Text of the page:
It's rare for financial forms to last twenty years virtually unchanged. The Uniform Residential Loan Application (URLA), otherwise known as Form 1003 or Form 65, is a notable exception. For two decades, it has served as the industry standard form used by lenders to evaluate borrowers seeking mortgage loans.
That is about to change with the new URLA published by Fannie Mae and Freddie Mac in August of 2016. The August release was intended to allow those in the mortgage loan industry time to establish a transition plan for the new form, supporting systems such as the Uniform Loan Application Dataset (ULAD), and corresponding changes in automated underwriting systems (AUS).
The changes were driven in part by increased reporting requirements under the Home Mortgage Disclosure Act (HMDA). As a means of ensuring that discrimination does not take place in lending practices, the new URLA is designed to collect more information about gender, race, and ethnicity (primarily through subcategories of race and ethnicity) and maintain the data in a more usable form through the ULAD.
In addition, the new URLA is expected to be more consumer-friendly by making the format similar to the redesigned Loan Estimate and Closing Disclosure forms required during the home buying process. By making the form clearer and easier for borrowers to understand, the new URLA is intended to gather more accurate and detailed information in order to allow lenders to better assess risk.
The current form and the new form still contain the basic information lenders require — employment and income status, assets and liabilities, purpose of the loan and information about the property in question, and information on other real estate holdings — but the new form provides improved organization and structure.
At the moment, there is still no firm date on when the new form takes effect. The original release of the redesigned URLA contained the phrase "Effective 1/2018." The form was revised shortly thereafter to say "Not for Current Use" because the Consumer Financial Protection Bureau (CFPB) announced that lenders would be allowed to use the new form as of January 1, 2017 if they choose to do so. This product of the CFPB "safe harbor" review of the redesigned URLA gives lenders time to work out any issues with the implementation of the form using direct experience.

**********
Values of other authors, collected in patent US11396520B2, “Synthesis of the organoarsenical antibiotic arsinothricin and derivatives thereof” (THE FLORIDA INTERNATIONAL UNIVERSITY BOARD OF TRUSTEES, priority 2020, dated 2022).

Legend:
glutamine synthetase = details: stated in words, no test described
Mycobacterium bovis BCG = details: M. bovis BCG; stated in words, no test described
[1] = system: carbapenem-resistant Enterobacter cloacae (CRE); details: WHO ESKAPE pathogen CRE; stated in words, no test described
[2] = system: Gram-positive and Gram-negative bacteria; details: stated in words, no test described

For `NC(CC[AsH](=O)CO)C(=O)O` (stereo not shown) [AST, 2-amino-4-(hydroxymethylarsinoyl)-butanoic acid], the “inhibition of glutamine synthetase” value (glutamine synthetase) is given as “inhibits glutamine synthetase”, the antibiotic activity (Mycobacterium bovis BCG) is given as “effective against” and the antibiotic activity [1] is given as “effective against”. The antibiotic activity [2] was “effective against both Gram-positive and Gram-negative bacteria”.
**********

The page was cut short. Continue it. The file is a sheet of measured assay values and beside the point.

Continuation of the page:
Fannie Mae and Freddie Mac have not yet determined a true date when the URLA form will be mandated. A November 2016 release by Freddie Mac states, "Our goal is to provide lenders with more precise information by mid-2017 regarding when the URLA and our AUS specifications will be mandated."
Even if the form is not mandated by January 1, 2018, the expanded data on race and ethnicity is to be collected by January 1, 2018 per the mandate of the HMDA — so it seems likely that the form will be mandated by that date as well.
If you plan to apply for a mortgage loan in the near future, it may be helpful to look over both forms and compare the two. Even if your lender uses the current version of the ULRA, looking over the new version may help you to understand some of the more confusing aspects of the original form — and when it comes to a mortgage application, it is always best to minimize confusion.
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